Volkswagen Goes All-in on Electric Cars for the Next Five Years with €73 Billion Investment
Ten billion Euros may not suffice when vying for EV supremacy. Case in point, Volkswagen indicated during its latest five-year strategic meeting that it will raise its funding for EV R&D to €73 billion, the breakdown of which is as follows: €35 for BEV development, €27 for digital transformation, and €11 for HEV development.
VW’s strategic reallocation of its budget sees the automaker raising its R&D funding from 40% of the total budget to 50% now, not only to dethrone technological leader Tesla, but also to pull away from VW’s other traditional competitors.
“The transformation of the (Volkswagen) Group and its brands and the strategic focus on the core areas of mobility will be consistently implemented,” said Hans Dieter Pötsch, chairman of the supervisory board of Volkswagen. “Considering the enormous challenges we face in the coming years, our financial basis is very solid.”
One of the reasons for VW’s newfound faith in injecting additional capital into its EV aspirations is that Renault and VW, both of which are Europe-based automakers, finally usurped Tesla’s pole position in the burgeoning European EV market in 3Q20 and took first and second places, respectively.
The VW Group believes that the global economy will maintain a slow but steady growth in the next five years, while individual markets will exhibit greater and greater local differentiations. Within the coming five years, VW hopes to simplify its cars’ exterior designs in order to raise efficiency. By the way, it seems apropos to point out that VW’s five-year plan excludes its Chinese marque, which contains capital infused from Chinese parties.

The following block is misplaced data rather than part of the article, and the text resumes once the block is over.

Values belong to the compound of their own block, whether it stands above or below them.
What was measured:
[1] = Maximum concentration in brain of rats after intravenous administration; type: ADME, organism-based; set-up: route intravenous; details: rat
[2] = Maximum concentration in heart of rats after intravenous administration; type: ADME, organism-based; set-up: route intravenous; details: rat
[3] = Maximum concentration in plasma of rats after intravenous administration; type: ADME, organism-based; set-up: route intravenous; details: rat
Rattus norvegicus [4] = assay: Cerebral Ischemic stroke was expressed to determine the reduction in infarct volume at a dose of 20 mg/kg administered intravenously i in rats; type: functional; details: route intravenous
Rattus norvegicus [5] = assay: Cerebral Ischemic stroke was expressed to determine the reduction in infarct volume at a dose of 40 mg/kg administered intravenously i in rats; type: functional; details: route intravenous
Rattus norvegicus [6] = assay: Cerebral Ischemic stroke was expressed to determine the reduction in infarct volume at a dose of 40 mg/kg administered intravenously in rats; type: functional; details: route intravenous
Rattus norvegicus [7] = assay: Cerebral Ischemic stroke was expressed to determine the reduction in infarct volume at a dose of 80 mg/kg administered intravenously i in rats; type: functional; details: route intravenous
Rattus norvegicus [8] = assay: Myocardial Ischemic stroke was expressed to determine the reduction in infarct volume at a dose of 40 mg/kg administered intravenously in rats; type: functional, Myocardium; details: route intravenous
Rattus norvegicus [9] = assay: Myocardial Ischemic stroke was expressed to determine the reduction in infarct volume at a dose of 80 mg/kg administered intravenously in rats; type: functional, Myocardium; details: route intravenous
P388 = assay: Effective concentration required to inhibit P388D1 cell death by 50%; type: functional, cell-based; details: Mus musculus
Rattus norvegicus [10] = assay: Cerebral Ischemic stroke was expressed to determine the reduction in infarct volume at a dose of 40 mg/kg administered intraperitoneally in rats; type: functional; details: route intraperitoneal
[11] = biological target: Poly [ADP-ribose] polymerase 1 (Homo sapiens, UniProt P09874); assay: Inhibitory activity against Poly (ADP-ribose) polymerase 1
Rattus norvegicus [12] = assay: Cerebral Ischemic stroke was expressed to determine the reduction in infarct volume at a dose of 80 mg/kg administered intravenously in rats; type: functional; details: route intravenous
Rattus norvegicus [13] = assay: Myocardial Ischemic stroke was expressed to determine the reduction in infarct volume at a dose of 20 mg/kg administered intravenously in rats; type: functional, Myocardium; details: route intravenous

In its pursuit of smartization, VW established an in-house software company called Car.Software, specializing in innovative automotive software platforms. According to VW, “The company’s own share in software is to increase from 10 to 60 percent.” As well, the new automotive software developed by Car.Software will see it initial use in Audi cars starting in 2024 at the earliest.
On the other hand, VW’s large-scale investment into EV means injecting capital into its home turf of Germany. Hannover, Emden, Wolfsburg, and Salzgitter, for instance, will reap the benefits of VW’s investment. For the ruling party in the German government, this boost to the local economy represents a political win as well, especially in the face of the foreign industrial presence on German soil that is Tesla’s Gigafactory Berlin-Brandenburg.
VW expects to manufacture about 26 million BEVs within the next 10 years, across 70 different models. Judging by the 20 models currently available, VW is well ahead of its planned schedule. VW is also the most aggressive in EV strategies among all traditional carmakers with regards to investment, manufacturing, and announcements.